That brings me to the last point. Let's go to Colossians 3:12 -

Verse 12 - "Therefore," Paul writes, "as the elect of God, holy and beloved, put on tender mercies, kindness, humility, meekness, long-suffering,

Verse 13 - "bearing with one another, forgiving one another, if anyone has a complaint against another; even as Christ forgave you, so you also must do.

Verse 14 - "But above all these things put on love, which is the bond of perfection." The point here simply is this, that we need to be emotionally involved with one another. We need to be emotionally involved. Jesus Christ had compassion; Jesus Christ had mercy, and He tells us here to have kindness and tenderness, and mercy, humility, meekness, and forgiveness. See, forgiveness goes along with showing love and caring for others. We know that God loved us first. He was willing to forgive us of our sins and of our mistakes. He extended his mercy and His grace to us, and so we should learn to have the same attitude. We should love one another, meaning we should not hold grudges, have hatreds against one another; we need to show mercy. We need to grow in God's grace. When you look at how God is, God is love. God is also grace in the sense that it describes His nature, that being willing to forgive, to extend mercy to those who repent. God's love, God's forgiveness, and God's mercy are all qualities that we need to exercise. In I John 3:16 - we find here that we are to lay our lives down for one another.

Verse 16 - "By this we know love, because He laid down His life for us. And we also ought to lay down our lives for the brethren.

Verse 17 - "But whoever has this world's goods, and sees his brother in need, and shuts up his heart from him, how does the love of God abide in him?

Verse 18 - "My little children, let us not love in word, or in tongue; but in deed and in truth."
So we need to be willing to lay down our lives and not shut up our hearts. You know the story of the Good Samaritan shows this, for he was willing to give of his physical goods, to share the things he had, to be able to help the injured party. We see how he exercised, and how he showed care and love, and he was willing to have feeling. Now how often do you find that people in the world around us in society around us have problems and difficulties and it seems that nobody cares for them? People even can be attacked, you know how many times have we heard about somebody being attacked, and the neighbors just sort of close the windows and they just don't want to get involved, and people don't have that type of feeling. Well, brethren, we as Christians have been called to be able to extend mercy, show your feelings for one another. So we need to be able to focus our attention outward. We are to become more like Jesus Christ every day. He's our perfect example. We know again that God cares for us; He sent His son to die for us; He gave His Son for us. You and I need to grow in genuine love and concern for others.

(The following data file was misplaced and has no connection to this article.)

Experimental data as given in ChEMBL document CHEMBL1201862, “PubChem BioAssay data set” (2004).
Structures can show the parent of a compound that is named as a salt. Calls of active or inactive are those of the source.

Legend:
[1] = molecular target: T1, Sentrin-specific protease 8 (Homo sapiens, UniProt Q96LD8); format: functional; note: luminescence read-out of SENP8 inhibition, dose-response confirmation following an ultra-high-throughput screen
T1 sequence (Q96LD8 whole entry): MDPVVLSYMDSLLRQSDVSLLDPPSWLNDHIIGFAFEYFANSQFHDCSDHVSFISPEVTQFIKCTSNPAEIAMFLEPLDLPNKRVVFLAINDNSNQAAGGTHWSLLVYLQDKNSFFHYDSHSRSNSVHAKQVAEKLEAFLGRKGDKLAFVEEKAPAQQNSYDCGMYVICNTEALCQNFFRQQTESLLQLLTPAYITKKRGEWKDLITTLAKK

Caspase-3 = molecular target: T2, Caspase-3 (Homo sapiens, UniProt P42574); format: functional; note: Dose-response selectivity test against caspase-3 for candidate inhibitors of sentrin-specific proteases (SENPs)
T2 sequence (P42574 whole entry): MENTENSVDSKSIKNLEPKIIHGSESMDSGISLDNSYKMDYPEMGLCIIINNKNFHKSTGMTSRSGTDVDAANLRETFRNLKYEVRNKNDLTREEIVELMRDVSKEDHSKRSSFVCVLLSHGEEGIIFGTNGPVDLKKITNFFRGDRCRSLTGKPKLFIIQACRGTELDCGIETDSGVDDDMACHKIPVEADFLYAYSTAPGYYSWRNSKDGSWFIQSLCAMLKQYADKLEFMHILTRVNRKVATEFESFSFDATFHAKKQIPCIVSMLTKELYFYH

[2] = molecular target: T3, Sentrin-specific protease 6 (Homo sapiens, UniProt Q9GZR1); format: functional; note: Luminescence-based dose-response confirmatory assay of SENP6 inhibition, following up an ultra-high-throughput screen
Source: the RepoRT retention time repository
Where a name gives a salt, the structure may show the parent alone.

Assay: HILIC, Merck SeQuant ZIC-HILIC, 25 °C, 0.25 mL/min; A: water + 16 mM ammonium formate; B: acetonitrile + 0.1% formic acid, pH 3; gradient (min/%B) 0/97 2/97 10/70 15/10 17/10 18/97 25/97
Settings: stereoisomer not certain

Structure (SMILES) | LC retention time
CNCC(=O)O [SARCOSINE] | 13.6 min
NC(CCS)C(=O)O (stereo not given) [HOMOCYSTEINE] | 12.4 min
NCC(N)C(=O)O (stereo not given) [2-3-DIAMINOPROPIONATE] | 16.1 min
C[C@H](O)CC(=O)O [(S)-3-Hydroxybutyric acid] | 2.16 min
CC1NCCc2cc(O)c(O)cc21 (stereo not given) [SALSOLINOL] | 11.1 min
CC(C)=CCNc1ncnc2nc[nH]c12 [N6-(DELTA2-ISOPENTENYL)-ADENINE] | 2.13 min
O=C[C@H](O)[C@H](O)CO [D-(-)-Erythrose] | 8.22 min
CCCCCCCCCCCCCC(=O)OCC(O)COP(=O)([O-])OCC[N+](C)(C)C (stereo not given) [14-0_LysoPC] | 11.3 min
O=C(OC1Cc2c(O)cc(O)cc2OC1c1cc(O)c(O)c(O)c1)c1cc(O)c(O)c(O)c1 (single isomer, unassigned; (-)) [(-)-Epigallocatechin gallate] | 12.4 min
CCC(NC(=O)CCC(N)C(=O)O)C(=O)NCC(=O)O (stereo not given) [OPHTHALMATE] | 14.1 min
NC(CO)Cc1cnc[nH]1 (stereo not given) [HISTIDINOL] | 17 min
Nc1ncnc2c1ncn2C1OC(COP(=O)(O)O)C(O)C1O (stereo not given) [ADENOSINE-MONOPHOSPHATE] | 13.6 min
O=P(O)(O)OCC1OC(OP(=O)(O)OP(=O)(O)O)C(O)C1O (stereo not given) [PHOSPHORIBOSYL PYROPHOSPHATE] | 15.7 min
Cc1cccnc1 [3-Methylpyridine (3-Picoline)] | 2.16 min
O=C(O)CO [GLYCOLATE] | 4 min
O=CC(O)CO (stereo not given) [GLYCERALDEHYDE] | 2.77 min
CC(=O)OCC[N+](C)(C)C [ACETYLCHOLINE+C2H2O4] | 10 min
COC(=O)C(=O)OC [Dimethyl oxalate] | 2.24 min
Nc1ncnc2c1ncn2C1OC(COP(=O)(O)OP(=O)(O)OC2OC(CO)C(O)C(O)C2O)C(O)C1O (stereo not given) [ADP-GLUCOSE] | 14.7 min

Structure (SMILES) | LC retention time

The Kingdom of God, and the principles that the kingdom are going to be governed by, are based upon these principles. In the family of God, if we are privileged to make the resurrection, we will operate from the principle of loving one another, of being concerned for one another, caring for one another. We will treat one another, we will cherish one another, the family of God will live on that level. Now brethren, we're learning how to do that today. We need to pray that God will help us to truly love our neighbors as ourselves. That our focus can be more outward rather than turned inward.

What will sustain a local congregation? We as a local congregation, what will sustain us? What will strengthen us? What will help us to hold together and to be able to grow? Well, it comes down to caring for one another, it comes down to being willing to overlook faults, being willing to forgive one another. It comes down to showing mercy to each other. Caring for, forgiving, and showing mercy. This is the very nature of God; this is what we are striving for. So brethren, God has called us to care for each other. Again, this is an attribute; this is a characteristic of God. Let's make sure that we emulate that, and that we truly are, and do become more of a caring, loving body and church here. And if we do, …as Paul talked about many of the churches that he dealt with, he said "their reputation, their way of life was an example for all." The same will be said for the headquarters church here, that we will be an example for others to follow and to emulate.